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   Nov 13

Eating too much meat ‘raises risk of diabetes’ even if they eat lots of fruit and vegetables too

Meat-lovers could be at higher odds of diabetes – even if they eat lots of fruit and vegetables.

A long-term study of more than 60,000 women has linked meat, cheese and other ingredients of an ‘acidic diet’ with type 2, or adult-onset, diabetes.

The women who ate the most acid-forming foods were 56 per cent more likely to develop the condition than those whose who ate the least.

A study has linked meat, cheese and other ingredients of an ‘acidic diet’ with type 2, or adult-onset, diabetes.

Fruit and vegetables didn’t completely compensate for the effect and, surprisingly slim women were at particular risk, the journal Diabetologica reports.

Type 2 diabetes is the most common form of the disease and accounts for about 90 per cent of the 2.9million Britons diagnosed with diabetes.

Almost one million more cases are believed to be undiagnosed.

Fruit and vegetables didn’t completely compensate for the effect

It is usually linked to obesity and sugary foods but the latest study points the finger at meat and other foods that produce acid after being digested.

It is thought the acid raises odds of diabetes by make it harder for the body to turn the sugar from the food we eat into energy.

The French study involved 66,485 women who had their health tracked for 14 years.

The volunteers had given detailed information about their diet which was used to work out how acidic their food was after it was digested.

Some 1,372 women had developed diabetes by the end of the study and diagnoses were particularly common in those with acidic diets.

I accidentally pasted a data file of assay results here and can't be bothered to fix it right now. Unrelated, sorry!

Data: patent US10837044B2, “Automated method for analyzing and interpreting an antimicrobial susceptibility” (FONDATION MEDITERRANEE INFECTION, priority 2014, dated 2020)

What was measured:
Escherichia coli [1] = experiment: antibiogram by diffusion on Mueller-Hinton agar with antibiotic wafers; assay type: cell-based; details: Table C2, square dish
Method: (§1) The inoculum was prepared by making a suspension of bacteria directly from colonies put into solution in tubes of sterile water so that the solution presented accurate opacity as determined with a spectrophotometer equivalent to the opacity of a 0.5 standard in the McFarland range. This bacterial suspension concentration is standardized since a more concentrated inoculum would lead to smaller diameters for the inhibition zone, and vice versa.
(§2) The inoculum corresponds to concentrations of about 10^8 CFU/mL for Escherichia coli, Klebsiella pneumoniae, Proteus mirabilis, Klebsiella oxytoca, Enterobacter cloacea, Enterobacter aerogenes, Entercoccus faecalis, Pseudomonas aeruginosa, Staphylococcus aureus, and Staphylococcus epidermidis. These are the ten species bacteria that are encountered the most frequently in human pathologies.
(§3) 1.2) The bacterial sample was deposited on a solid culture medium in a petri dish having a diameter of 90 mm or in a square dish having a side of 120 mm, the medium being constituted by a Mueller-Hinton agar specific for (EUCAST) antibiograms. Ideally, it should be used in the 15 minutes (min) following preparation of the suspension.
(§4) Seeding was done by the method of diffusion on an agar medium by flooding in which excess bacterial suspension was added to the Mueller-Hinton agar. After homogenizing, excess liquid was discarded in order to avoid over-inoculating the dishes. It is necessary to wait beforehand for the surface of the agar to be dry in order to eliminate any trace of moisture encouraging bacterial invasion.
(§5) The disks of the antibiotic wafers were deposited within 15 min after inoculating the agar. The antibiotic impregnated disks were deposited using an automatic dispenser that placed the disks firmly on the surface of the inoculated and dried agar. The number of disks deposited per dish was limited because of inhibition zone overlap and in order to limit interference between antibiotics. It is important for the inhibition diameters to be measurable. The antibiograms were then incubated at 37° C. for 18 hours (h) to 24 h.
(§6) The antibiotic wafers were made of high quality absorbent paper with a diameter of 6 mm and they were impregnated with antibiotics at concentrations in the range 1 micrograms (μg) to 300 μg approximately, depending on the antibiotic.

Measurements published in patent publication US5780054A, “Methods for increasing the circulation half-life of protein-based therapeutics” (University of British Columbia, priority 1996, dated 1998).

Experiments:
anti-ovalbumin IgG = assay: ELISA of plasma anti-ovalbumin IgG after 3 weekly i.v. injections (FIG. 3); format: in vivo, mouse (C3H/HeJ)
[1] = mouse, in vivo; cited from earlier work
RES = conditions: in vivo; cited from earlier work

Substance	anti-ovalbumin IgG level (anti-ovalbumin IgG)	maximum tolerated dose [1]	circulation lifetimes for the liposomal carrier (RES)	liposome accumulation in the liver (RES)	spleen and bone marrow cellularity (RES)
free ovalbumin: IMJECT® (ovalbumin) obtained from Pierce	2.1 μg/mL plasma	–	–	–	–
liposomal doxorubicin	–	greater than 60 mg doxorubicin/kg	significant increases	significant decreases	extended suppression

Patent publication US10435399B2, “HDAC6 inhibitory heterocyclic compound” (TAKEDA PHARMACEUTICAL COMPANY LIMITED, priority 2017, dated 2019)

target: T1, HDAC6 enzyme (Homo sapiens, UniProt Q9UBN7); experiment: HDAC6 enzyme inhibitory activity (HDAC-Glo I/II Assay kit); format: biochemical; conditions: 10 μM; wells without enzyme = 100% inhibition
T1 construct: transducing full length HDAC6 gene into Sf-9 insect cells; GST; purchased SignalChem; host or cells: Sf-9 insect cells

These include meat, cheese, fish, bread and soft drinks.
The least acid-forming foods include coffee, fruit and vegetables.

The researchers, from the INSERM medical research institute in Paris, said that while oranges and lemons are acidic at the outset, after digestion, they actually reduce the amount of acid in the body.

They said: ‘Contrary to what is generally believed, most fruits such as peaches, apples, pears and bananas and even lemons and oranges actually reduce dietary acid load once the body has processed them.’

Unusually for health studies, the link between meat and other acidic foods and diabetes was stronger for thin women than for fat women.

The researchers aren’t clear why but stress that being overweight is still a major risk factor for the condition.

They added that while they focussed on womeSn, they believe an acidic diet could be equally harmful for men.

And concluded: ‘From a public health perspective, dietary recommendations should not only incriminate specific food groups but also include recommendations on the overall quality of the diet, notably to maintain an adequate acid balance.’

British expert said that more research is needed to confirm the link.

Dr Richard Elliott, of Diabetes UK, said: ‘What we currently know for sure is that the best way to avoid type 2 diabetes is to maintain a healthy weight by getting plenty of exercise and eating a healthy balanced diet that is rich in fruits and vegetables and low in fat, salt and sugar.’

Read more: http://www.dailymail.co.uk/health/article-2501852/Eating-meat-raises-risk-diabetes-eat-lots-fruit-vegetables-too.html#ixzz2kW0Ih2ZV

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